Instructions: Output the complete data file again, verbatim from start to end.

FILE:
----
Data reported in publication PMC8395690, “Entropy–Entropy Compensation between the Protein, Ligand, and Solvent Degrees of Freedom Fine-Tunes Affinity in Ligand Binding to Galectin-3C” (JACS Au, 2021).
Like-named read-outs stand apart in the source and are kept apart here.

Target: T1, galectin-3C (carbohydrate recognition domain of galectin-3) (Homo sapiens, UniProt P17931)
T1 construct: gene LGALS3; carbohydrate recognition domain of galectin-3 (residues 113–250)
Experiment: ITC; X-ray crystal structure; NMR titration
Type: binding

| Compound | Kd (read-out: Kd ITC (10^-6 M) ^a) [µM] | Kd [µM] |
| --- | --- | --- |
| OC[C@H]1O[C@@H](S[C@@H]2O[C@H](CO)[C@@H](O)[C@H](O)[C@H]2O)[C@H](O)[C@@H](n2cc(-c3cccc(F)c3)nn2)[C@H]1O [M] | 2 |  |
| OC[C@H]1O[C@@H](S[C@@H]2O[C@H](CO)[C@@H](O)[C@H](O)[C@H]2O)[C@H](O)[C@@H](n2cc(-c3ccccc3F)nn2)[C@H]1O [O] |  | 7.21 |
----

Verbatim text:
Data reported in publication PMC8395690, “Entropy–Entropy Compensation between the Protein, Ligand, and Solvent Degrees of Freedom Fine-Tunes Affinity in Ligand Binding to Galectin-3C” (JACS Au, 2021).
Like-named read-outs stand apart in the source and are kept apart here.

Target: T1, galectin-3C (carbohydrate recognition domain of galectin-3) (Homo sapiens, UniProt P17931)
T1 construct: gene LGALS3; carbohydrate recognition domain of galectin-3 (residues 113–250)
Experiment: ITC; X-ray crystal structure; NMR titration
Type: binding

| Compound | Kd (read-out: Kd ITC (10^-6 M) ^a) [µM] | Kd [µM] |
| --- | --- | --- |
| OC[C@H]1O[C@@H](S[C@@H]2O[C@H](CO)[C@@H](O)[C@H](O)[C@H]2O)[C@H](O)[C@@H](n2cc(-c3cccc(F)c3)nn2)[C@H]1O [M] | 2 |  |
| OC[C@H]1O[C@@H](S[C@@H]2O[C@H](CO)[C@@H](O)[C@H](O)[C@H]2O)[C@H](O)[C@@H](n2cc(-c3ccccc3F)nn2)[C@H]1O [O] |  | 7.21 |